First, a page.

In other words, Quebec can't be allowed to pick and choose when it comes to its commitments to federal employees in Quebec- All Quebec-based employees of federal agencies, departments and Crown corporations, as well as the armed forces and the RCMP, must become the responsibility of Quebec with secession.

One other Montreal-based headquarters requires special attention--the International Civil Aviation Organization. This UN agency, which employs almost 650 people at its headquarters and attracts permanent diplomatic representation from many of its 183 member nations, has been based in Montreal since it was founded in the 1940s. ICAO owes its Montreal presence to a longstanding agreement with the Canadian government under which Ottawa subsidizes 75 per cent of the rental cost for the ICAO headquarters.

Under the terms of a contract signed in late 1993, ICAO is getting a new $100-million headquarters complex in downtown Montreal. The two buildings are being built by a real estate development firm that is leasing the building to the federal government for twenty years. Ottawa will again sublet the complex to ICAO at a bargain-basement price and gets the right to purchase the building for $23.5 million at the end of twenty years. Should Quebec secede, the future of the ICAO lease will be just another of the headaches facing negotiators. Canada would clearly no longer want to subsidize the headquarters of a UN agency now on foreign soil. Quebec would have to take over full financial responsibility for the lease. But it's very possible that ICAO will decide that it no longer wants to stick around in an independent Quebec and would prefer to relocate to a Canadian city. After all, Montreal's claim to be an international centre of aviation will disappear if secession results in Air Canada moving its headquarters from Montreal and in a further reduction in Montreal's international air connections. If ICAO's departure from Montreal becomes inevitable, the federal government should make every effort to convince the agency to move to a Canadian city.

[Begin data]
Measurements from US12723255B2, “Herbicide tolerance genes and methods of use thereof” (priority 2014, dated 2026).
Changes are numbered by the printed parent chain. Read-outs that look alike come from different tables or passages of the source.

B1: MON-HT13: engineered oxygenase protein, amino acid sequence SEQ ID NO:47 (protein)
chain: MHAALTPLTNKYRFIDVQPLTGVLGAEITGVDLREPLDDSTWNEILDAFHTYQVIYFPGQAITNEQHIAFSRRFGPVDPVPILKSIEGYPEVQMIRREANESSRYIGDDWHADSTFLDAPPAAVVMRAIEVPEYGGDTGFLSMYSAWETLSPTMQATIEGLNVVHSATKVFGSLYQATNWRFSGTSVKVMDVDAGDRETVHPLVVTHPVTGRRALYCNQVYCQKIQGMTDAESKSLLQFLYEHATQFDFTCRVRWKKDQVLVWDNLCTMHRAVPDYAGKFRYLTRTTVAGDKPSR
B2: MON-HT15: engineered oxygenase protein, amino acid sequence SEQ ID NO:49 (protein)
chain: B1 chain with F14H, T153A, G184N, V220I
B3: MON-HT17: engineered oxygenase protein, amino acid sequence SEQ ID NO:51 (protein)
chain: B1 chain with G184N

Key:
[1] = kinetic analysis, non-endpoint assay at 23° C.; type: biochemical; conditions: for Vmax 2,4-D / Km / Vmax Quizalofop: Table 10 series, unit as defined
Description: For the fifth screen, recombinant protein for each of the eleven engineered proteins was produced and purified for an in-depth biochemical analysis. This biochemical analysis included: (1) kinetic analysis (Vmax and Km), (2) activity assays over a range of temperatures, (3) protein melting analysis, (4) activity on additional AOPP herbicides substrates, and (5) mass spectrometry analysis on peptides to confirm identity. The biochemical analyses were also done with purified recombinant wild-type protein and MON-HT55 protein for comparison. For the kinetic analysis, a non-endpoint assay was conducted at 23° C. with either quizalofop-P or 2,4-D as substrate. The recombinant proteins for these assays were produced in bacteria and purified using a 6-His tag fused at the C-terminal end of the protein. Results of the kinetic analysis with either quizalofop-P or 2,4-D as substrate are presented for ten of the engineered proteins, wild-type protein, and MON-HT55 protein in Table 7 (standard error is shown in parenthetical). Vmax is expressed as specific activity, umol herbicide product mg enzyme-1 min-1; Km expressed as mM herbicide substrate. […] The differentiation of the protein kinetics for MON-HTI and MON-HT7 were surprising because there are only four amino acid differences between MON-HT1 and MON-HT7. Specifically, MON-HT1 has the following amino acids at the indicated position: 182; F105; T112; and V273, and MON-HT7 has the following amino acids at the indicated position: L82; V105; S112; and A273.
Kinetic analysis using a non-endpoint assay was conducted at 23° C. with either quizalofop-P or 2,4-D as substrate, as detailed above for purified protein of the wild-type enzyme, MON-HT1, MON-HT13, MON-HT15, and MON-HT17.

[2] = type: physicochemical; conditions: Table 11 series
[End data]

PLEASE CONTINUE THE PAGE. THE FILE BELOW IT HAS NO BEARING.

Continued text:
As to the federal civil service. Parliament may have to take steps to ensure that these employees are citizens of Canada who reside in the country. Right now, federal law doesn't formally ban non-citizens from working for the public service, nor does it deal with residency. Instead, it grants a hiring preference to citizens over others, which essentially means that a non-citizen can't be hired unless there is no qualified Canadian available. That preference is currently being challenged in the courts under the Charter of Rights and Freedoms. As with citizenship, Parliament may be forced to rewrite public service rules to ensure that employees ofthe federal government and its agencies are at least residents of Canada and preferably Canadian citizens. The only way Quebeckers should be able to continue to claim the right to work for the federal government after secession is to move to Canada.